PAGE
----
Canadians have been largely indifferent to the arrival of the royal couple. But Prime Minister Justin Trudeau’s government has faced repeated questions about who will foot the bill for the family’s security.
It had offered little in the way of details — until Thursday.
“The Duke and Duchess of Sussex choosing to relocate to Canada on a part-time basis presented our government with a unique and unprecedented set of circumstances,” the office of Public Safety Minister Bill Blair said in a statement. “The [Royal Canadian Mounted Police] has been engaged with officials in the U.K. from the very beginning regarding security. As the Duke and Duchess are currently recognized as Internationally Protected Persons, Canada has an obligation to provide security assistance on an as-needed basis.”
Harry and Meghan are slated to scale back their official duties on March 31. After protracted negotiations with Buckingham Palace, the couple agreed last week to abandon the “Sussex Royal” branding they have used to promote their online presence and to withdraw any trademark applications on the name.
“In keeping with their change in status,” Blair’s office said, the security assistance will “cease in the coming weeks.”
While the announcement was likely to be cheered by Canadians, it appeared to contradict previous statements by Blair about the family’s security — and who is paying for it.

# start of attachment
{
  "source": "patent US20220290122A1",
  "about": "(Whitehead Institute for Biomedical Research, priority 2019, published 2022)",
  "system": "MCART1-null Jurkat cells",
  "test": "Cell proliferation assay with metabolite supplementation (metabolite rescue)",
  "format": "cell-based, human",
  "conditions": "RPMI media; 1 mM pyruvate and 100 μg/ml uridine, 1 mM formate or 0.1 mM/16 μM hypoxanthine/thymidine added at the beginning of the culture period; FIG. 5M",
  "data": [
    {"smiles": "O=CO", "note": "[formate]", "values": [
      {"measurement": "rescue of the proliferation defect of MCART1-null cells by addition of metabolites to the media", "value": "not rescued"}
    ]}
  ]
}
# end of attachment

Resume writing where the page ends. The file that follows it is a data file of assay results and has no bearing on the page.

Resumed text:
He told reporters at a Liberal Party Cabinet retreat in Winnipeg in January that the RCMP was “not engaged” in providing security services for the royal family “right now.”
“That was the information I had at the time,” Blair said Thursday. But following “subsequent discussions” with the Metropolitan Police, he said, the RCMP has been “intermittently assisting” in providing security.
Public opinion surveys show Canadians are strongly opposed to being on the hook for Harry and Meghan’s security.
More than half of those surveyed by the Leger polling firm last month said they were “indifferent” to the family’s move. But nearly 70 percent said the couple, not Canadian taxpayers, should be responsible for covering their security costs.
An online petition from the Canadian Taxpayers Federation calling on Trudeau to ensure that taxpayer money would not be used to support the couple picked up more than 120,000 signatures.
Aaron Wudrick, federal director of the organization, called the announcement Thursday a “tremendous victory for Canadian taxpayers.”
“The Trudeau government is doing the right thing,” he said. “Canadians were unequivocal that the duke and duchess are welcome here, but that they need to pay their own way.”
The couple plan to close their office in Buckingham Palace next month and have said they plan to start a nonprofit organization this spring as they map out their nontraditional future.
But questions remain about what that will look like, including where in Canada they will settle. Meghan has made a handful of surprise visits to charities in Vancouver.
Lawyers for the couple threatened legal action last month against British reporters who they claim lurked in bushes to snap photos of Meghan walking with Archie and the family dogs. The Daily Mail posted photos and a video that dissected her baby-holding technique.
Neighbors have been more protective, opting to give the family the privacy it craves.
At least one member of the family is enjoying the new surroundings.
Archie has witnessed his first snowfall, Harry said at a charity event in London last month — and “thought it was bloody brilliant.”